REBT guide useful in meetings or on your own
Ana Troncoso – Meeting Facilitator, Phoenix, AZ
Dr. Pamela D. Garcy’s book, The REBT Super-Activity Guide: 52 Weeks of REBT, promises “success strategies to help you shift out of unhealthy emotions and into action,” and it largely delivers.
To apply the exercises from the workbook in several settings, I used the book both as a resource for techniques that could be introduced during SMART Recovery® (SMART) meetings, and as a tool for things I could do on my own, at home, in a less formal setting.
While the book’s intended audience is wide, it may be overwhelming for someone trying to do this type of therapeutic work on their own. I think the individual who already has a strong base in the concepts of Rational Emotive Behavior Therapy (REBT) may appreciate this book the most. Someone who is receiving some type of formal guidance as they learn about the REBT approach will also probably get the most benefit from the book.
The book is thoughtfully organized. Dr. Garcy mentions that it can be read in order or by skipping around. Because I was often looking for strategies that fit a particular situation, I skipped around, using the table of contents as my primary roadmap. The table of contents is a resource in and of itself; I frequently found myself scanning it just to get a quick REBT primer.
Each of the 52 weeks is given its own chapter, and though each chapter is two to four pages long, they are packed with information. The format presents an overview of the topic, then provides an approach to the topic from an REBT perspective. Dr. Garcy often references Dr. Ellis in this section. At the end of each chapter, she presents one or more action steps to illustrate the concepts she introduced.
Some examples of chapter titles include:
• Is this a Preference or a Demand?
• Setting Anti-Mustubatory Goals
• What Can You Change?
• How Can I Dispute That?
• Anti-Awfulizing Exercises
• Accepting Ambiguity and Uncertainty
The very first activity I used from the book came from Chapter 8, “Why Whining Isn’t Good for You.” It includes one exercise broken down into several action steps. First, you’re asked to make a list of 10 things you whine about. Next, you’re asked to write down something that you tell yourself about each of those things. Next, you review your original list, and write down what you could be telling yourself if you adopt a “NO WHINING” policy. Finally, you create a list of five reasons you don’t want to whine anymore and why, instead, you’re going to start solving your problems.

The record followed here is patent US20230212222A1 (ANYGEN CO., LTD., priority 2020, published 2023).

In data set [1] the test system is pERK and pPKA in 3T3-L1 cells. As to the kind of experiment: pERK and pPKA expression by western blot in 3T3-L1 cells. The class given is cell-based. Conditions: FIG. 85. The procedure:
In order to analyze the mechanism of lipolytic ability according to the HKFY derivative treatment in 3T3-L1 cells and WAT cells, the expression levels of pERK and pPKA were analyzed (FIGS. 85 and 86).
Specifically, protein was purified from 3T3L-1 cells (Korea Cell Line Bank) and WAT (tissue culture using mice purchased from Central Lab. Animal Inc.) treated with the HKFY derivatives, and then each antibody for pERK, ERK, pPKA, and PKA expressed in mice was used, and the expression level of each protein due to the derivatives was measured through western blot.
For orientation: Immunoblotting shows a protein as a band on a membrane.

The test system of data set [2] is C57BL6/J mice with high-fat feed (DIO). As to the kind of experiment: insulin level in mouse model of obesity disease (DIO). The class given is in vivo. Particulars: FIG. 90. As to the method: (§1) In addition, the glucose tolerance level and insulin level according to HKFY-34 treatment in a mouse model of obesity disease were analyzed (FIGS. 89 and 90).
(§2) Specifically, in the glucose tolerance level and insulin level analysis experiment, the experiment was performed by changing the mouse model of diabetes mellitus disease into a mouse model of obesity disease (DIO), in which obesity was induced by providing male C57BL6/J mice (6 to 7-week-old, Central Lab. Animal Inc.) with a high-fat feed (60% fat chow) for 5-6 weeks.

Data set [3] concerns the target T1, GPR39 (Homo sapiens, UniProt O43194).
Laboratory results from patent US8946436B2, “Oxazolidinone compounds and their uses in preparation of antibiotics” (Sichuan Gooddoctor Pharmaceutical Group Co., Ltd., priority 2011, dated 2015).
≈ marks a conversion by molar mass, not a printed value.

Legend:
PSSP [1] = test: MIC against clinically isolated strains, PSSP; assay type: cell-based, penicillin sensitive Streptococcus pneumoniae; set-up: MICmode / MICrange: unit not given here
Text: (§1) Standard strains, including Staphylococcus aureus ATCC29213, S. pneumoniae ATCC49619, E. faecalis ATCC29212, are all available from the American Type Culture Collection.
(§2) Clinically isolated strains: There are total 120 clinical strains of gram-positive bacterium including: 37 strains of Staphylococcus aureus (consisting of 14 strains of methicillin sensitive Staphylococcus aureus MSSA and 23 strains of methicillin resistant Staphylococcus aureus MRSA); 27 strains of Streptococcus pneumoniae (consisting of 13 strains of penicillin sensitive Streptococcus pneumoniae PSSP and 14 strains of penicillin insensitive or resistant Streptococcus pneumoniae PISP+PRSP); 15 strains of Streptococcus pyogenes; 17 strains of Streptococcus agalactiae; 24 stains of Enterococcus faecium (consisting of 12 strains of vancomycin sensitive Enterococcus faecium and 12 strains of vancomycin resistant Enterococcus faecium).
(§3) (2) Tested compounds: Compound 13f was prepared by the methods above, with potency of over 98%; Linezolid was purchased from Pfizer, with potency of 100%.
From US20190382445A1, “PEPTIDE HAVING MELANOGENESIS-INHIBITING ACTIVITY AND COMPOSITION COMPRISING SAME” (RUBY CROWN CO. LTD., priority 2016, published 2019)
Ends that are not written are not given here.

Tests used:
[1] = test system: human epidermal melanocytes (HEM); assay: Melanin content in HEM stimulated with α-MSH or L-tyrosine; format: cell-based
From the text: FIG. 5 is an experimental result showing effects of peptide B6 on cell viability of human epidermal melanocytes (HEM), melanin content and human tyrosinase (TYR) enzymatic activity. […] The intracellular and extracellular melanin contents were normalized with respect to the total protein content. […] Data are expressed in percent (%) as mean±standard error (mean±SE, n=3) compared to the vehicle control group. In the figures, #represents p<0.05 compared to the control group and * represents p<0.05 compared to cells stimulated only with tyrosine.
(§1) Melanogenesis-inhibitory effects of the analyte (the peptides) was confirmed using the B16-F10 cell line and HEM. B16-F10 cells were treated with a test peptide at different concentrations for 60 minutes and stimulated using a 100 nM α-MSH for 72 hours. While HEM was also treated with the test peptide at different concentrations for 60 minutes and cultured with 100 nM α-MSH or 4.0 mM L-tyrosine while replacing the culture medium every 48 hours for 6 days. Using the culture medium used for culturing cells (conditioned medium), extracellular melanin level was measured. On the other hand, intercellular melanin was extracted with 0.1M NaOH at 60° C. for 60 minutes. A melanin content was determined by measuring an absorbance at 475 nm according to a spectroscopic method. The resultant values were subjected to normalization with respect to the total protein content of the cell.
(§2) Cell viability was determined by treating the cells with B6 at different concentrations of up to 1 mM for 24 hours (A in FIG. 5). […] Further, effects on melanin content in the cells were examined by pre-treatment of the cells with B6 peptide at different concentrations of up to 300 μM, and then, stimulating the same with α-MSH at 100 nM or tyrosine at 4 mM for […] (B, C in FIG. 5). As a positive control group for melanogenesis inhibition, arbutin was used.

This was a great activity to do in a meeting because it enabled us to brainstorm and to laugh at some over-the-top suggestions. I was pleased at how it helped to bring a room of relative strangers together, and I was delighted with the participants’ reactions. They were engaged and genuinely stimulated.
The second activity I used in a SMART meeting also came from Chapter 8, although I used it in a different context. In this chapter, Dr. Garcy tells the reader “Whining is debilitating. Whining shuts you down. Whining blinds you from looking at what you can control…” I wrote these sentences on our whiteboard, only I replaced the word “whining” with the word “worry.” This was an effective starting point for a discussion about anxiety.
Another chapter that I found particularly helpful in a SMART meeting was Chapter 13, “Understanding Some of the IBs (irrational beliefs) of Unhealthy Anger.” This chapter draws a parallel between being drunk and being angry, which was a useful analogy to lead into a conversation about anger and some of its effects. Three action steps are included in this chapter, one of which asks the reader to “identify all the demands behind your anger” by writing down their beliefs and underlining the “shoulds, musts, have tos, ought tos, need tos” they’re allowing themself to believe. Again, this brainstorming exercise kept the group’s energy high and teased out some of the demands participants had been making in their lives.
Finally, Chapter 35 had a strong impact on me, “Working on Acceptance of the Self.” Dr. Garcy tells the reader to
“…think of someone that you love unconditionally. It could be a friend, a relative, a baby, or an animal….Pretend this special someone made a mistake of some kind. List 10 things that you would say in order to express your unconditional love….Now…say them to yourself out loud.”
I often use a suggestion similar to this one when I sense that someone is feeling great shame or guilt, and is looking for a way to forgive themselves, or simply when they would benefit by being kind to themselves. However, until I read Dr. Garcy’s book, I’d never had a tool that allowed me to demonstrate this idea in a tangible way, nor had I ever taken the time to do this for myself. Since then, it’s an exercise I turn to weekly, with excellent results.
I’m grateful that I had the opportunity to read Dr. Garcy’s book and share my experiences with a new audience. The Activity Guide will be a resource for any facilitators looking for tools they can use in a group to increase crowd participation and stimulate brainstorming sessions. Participants can then do the action steps on their own to reinforce the skills they’re learning in group or with their counselors.
I highly recommend The REBT Super-Activity Guide.